…but won’t ease fully without softer consumer demand
Still, inflation rates won’t be fully back under control until consumer demand slows further. Headline rates were at 7.6% for Canada and 8.5% for the U.S. in July, far above the pace central banks are comfortable with. And just as growth in the price of goods began to moderate, pent-up demand for travel and leisure activities has been pushing services inflation higher. Prices for dining out, trips and tours, and hotels and airfares all surged over the summer, though overall spending flattened out a bit more in August according to our own tracking of debit and credit card transactions.
We expect ‘core’ price growth (excluding food & energy products) will exceed headline inflation in both Canada and the U.S. by the end of this year as broader inflation pressures remain firm. A larger pullback in consumer demand—driven by higher interest rates — will likely be needed to bring overall inflation rates fully back towards the 2% target rate.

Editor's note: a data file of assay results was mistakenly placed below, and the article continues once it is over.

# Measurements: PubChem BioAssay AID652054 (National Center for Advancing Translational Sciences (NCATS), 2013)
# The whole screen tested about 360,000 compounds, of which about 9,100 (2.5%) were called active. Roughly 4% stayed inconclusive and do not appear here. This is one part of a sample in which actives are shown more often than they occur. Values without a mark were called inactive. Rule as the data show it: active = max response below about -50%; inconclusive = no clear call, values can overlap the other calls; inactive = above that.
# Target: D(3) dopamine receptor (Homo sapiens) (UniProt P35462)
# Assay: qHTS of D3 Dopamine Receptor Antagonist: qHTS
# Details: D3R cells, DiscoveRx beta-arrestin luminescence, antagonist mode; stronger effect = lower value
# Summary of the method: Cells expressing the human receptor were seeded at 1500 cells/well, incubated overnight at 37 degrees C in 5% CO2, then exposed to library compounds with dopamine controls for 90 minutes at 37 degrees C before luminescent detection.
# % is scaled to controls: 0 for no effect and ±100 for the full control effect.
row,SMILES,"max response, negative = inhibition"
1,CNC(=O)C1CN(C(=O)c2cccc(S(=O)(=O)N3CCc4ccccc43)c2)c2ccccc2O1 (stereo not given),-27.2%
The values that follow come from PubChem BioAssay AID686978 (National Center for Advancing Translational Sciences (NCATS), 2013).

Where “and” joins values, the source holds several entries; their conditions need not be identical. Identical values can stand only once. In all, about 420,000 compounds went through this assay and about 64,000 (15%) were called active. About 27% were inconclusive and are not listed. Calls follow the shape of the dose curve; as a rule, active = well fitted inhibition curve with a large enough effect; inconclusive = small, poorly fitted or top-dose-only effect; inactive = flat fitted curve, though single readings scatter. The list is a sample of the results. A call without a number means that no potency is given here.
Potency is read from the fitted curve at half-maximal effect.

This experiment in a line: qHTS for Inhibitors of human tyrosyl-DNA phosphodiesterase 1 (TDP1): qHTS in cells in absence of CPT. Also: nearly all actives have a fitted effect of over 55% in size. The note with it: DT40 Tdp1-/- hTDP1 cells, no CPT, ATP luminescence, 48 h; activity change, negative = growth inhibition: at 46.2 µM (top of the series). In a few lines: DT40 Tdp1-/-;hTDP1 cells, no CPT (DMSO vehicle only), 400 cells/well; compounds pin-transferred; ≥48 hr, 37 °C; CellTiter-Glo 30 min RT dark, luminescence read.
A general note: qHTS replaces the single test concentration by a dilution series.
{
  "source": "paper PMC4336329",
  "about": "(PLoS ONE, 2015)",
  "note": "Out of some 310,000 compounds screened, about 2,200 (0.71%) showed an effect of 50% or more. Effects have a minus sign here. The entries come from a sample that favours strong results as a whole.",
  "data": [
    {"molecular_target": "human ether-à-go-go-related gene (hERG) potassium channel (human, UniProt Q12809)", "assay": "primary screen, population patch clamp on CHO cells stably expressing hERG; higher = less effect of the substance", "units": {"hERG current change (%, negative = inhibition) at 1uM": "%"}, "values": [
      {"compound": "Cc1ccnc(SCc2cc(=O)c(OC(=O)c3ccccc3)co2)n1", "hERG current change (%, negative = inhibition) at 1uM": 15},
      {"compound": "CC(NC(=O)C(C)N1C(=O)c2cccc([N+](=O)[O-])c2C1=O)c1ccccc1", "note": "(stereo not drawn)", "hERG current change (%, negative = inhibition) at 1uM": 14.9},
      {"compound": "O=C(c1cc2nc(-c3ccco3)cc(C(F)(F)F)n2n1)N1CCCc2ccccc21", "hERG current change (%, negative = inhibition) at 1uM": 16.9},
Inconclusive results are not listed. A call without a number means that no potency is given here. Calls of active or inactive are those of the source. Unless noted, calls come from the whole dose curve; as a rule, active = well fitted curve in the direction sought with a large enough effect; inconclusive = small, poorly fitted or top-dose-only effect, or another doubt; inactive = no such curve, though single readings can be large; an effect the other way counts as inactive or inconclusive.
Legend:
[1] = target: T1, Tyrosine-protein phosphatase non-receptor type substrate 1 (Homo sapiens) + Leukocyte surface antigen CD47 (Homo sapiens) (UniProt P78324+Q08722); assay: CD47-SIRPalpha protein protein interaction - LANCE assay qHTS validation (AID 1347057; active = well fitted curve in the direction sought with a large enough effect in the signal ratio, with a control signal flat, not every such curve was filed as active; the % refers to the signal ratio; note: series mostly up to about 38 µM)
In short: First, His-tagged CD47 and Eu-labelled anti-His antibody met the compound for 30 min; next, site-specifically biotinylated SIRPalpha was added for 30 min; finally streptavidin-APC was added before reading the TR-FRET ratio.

Central banks willing to cause some near-term pain to avoid larger medium-term risks
For central banks, the potential consequences of not acting quickly enough to contain price growth—and possibly, losing all influence over longer-run consumer and business inflation expectations—outweigh the risks of hiking interest rates too much. Unhinged inflation expectations can become a self-fulfilling prophecy, affecting longer run business contracts and causing high inflation rates to become entrenched. Allowing this sentiment to take root now could make the central bank’s job of reining in inflation considerably harder, by demanding even higher interest rates, and a much larger downturn in economic activity than we currently expect. Against that backdrop, central banks clearly look willing to cause ‘some pain’—in Fed Chair Powell’s words—in the near-term to avoid that much larger downside scenario.
The Bank of Canada already pushed the overnight rate to a ‘restrictive’ 3.25% in September—and signaled more increases still to come. We now look for the BoC to hike the overnight rate to 4% by the end of this year. South of the border, we look for the U.S. Fed to hike the fed funds target to a 3.75% to 4% range.
That could be it for rate hikes this cycle, provided inflation continues to ease as expected. Interest rate cuts could come as soon as the second half of next year if a recession follows as we expect. But by the same token, risk remains that interest rates could rise further if inflation pressures don’t show clear signs of deceleration in coming months.
Pandemic-battered services sector to cushion 2023 downturn